Travel leaders have blasted the government’s decision to remove mainland Portugal from England’s travel corridor list, just a matter of weeks after it was added.
Transport secretary Grant Shapps confirmed the decision in a tweet shortly before 5pm on Thursday (10 September), with Hungary, French Polynesia and Reunion also axed.
The Foreign office is also now advising against all but essential travel to mainland Portugal, and the other three destinations.
It means quarantine-free travel between England and mainland Portugal will end at 4am on Saturday (12 September), consigning thousands of Brits to two weeks’ quarantine upon their return.
Portugal’s islands, Madeira and the Azores, have been excluded from the new quarantine rules and FCDO exemption as a result of the government’s shift to a more regionalised quarantine policy.
The decision on Portugal came, confusingly, a week after Portugal exceeded the government’s usual 20 new coronavirus cases per 100,000 people over seven days measurement, which it has broadly used to determine which countries are added or removed from the travel corridor list.
The government has not explained why Portugal was given a week’s exemption, other than to say it uses other measurements and information to make its decisions beyond the cases threshold.
Reacting to the decision, Advantage Travel Partnership chief executive Julia Lo Bue-Said said the current "stop-start" approach to quarantine could not continue, and reiterated the consortium - and the wider travel industry’s – calls for an airport testing regime as an alternative to quarantine.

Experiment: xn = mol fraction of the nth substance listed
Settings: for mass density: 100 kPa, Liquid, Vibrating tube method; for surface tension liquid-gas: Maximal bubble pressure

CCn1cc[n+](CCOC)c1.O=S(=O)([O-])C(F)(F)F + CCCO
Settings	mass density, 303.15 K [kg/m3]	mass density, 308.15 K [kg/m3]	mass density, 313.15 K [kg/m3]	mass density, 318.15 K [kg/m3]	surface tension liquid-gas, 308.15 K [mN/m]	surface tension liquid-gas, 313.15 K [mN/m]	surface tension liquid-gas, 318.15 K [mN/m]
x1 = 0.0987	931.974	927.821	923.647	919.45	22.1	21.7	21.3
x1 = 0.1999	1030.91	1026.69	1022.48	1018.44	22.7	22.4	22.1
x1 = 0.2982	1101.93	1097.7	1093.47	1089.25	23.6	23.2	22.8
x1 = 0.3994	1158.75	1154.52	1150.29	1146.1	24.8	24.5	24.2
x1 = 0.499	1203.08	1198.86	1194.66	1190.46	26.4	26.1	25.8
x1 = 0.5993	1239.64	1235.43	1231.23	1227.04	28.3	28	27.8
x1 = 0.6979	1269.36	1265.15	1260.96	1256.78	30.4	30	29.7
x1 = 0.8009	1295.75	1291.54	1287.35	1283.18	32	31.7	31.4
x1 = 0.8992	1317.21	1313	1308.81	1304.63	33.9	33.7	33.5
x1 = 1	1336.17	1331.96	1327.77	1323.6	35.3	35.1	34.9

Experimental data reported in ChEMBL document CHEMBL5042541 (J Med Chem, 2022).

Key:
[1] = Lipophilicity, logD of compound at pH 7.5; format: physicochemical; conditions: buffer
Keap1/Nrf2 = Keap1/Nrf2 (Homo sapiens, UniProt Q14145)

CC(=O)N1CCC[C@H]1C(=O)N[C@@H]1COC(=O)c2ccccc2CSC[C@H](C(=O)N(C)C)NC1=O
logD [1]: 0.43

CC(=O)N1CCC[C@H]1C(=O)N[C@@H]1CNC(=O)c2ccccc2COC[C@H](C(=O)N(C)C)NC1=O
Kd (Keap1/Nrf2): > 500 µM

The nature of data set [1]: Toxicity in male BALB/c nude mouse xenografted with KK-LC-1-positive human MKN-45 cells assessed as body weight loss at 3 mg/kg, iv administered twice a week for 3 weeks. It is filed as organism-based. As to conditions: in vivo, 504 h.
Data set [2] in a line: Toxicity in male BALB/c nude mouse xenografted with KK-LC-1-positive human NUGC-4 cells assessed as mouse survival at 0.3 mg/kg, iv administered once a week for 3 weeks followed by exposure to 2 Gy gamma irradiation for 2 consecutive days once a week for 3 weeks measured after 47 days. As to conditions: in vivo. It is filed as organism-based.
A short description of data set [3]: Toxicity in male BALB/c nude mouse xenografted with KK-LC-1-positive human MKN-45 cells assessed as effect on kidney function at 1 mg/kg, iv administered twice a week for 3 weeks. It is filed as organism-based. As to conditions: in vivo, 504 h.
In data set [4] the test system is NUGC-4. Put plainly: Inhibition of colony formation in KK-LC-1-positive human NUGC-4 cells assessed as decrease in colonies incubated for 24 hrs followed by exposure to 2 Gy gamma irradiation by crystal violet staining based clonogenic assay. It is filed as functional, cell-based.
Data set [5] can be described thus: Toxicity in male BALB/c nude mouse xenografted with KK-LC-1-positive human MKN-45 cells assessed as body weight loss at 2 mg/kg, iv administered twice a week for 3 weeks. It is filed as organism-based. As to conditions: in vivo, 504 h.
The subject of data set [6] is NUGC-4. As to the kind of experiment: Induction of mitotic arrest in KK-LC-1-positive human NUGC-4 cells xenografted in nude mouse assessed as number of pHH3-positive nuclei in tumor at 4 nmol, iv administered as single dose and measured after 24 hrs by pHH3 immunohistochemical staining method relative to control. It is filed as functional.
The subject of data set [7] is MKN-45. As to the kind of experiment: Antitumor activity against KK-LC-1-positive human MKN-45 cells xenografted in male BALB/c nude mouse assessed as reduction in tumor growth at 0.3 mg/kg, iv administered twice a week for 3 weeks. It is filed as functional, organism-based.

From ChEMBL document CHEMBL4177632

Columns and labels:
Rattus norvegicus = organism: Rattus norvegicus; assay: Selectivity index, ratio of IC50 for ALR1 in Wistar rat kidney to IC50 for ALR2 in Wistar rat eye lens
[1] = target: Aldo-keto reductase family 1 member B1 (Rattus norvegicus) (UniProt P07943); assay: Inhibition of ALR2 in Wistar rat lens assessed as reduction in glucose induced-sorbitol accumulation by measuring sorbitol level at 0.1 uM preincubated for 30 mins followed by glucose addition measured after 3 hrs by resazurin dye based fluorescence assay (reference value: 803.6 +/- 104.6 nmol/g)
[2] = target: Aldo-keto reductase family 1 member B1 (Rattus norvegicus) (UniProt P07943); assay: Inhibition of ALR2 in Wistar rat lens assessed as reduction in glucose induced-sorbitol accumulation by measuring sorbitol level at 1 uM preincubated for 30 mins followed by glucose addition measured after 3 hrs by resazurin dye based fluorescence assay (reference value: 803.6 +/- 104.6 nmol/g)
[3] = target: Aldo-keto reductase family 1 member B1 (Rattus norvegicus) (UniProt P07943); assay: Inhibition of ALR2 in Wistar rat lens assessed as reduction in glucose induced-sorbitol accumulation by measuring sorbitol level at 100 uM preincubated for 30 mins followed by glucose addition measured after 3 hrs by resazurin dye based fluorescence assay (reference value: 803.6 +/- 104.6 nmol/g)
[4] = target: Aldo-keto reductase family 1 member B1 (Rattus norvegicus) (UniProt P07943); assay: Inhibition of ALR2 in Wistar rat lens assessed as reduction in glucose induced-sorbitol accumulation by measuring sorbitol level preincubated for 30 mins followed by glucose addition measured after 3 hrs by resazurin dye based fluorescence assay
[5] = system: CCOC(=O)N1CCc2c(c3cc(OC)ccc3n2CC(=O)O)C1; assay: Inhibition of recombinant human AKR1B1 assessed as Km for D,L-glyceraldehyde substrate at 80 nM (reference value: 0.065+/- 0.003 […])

“With Portugal now being removed from the UK government’s ’safe list’ of travel corridors, it does raise a question over what criteria the UK government is using to remove destinations given the country’s rates of infection being over the threshold this time last week," said Lo Bue-Said.
"This week alone, we have seen further announcements of redundancies in the sector and travel businesses failing and we cannot continue with this stop/start approach to destinations being added and removed from the list. We are looking at 39,000 jobs lost or at risk and that is before the majority of businesses have entered redundancy consultation.
"We urgently need sector-specific support and must secure the government’s backing on testing at ports of entry. Testing on arrival and then again five days later would help to reduce the length of quarantine which is causing so much anxiety for consumers and ultimately cancellations of bookings and loss of revenue for travel agents.”
Gloria Guevara, president and chief executive of the World Travel and Tourism Council, said the latest travel corridor decision would come as another "major body blow" to consumer confidence in travel.
“The WTTC shares the dismay and severe disappointment of thousands of British holidaymakers and the travel and tourism sector as Portugal once again goes back on the quarantine list," she said.
“Taking Portugal and Hungary off the exception list has left families and in a race against time to find flights and get home to avoid going into 14 days of isolation, or cancel their already made plans.
“This depressingly familiar situation is a major body blow to consumer confidence to travel. For while Madeira and the Azores will be excluded from the quarantine list under the government’s new ’island policy’, it will come as little comfort to the vast majority of holidaymakers, and the embattled travel and tourism sector, which has seen the 2020 summer holiday season effectively crushed.
“All of this chaos could be avoided if only the government took decisive action to ditch damaging and disruptive quarantines in favour of a comprehensive, fast and cost-effective airport test and trace programme. Until then, the disruption will continue, and the economic recovery will become ever harder to restart.”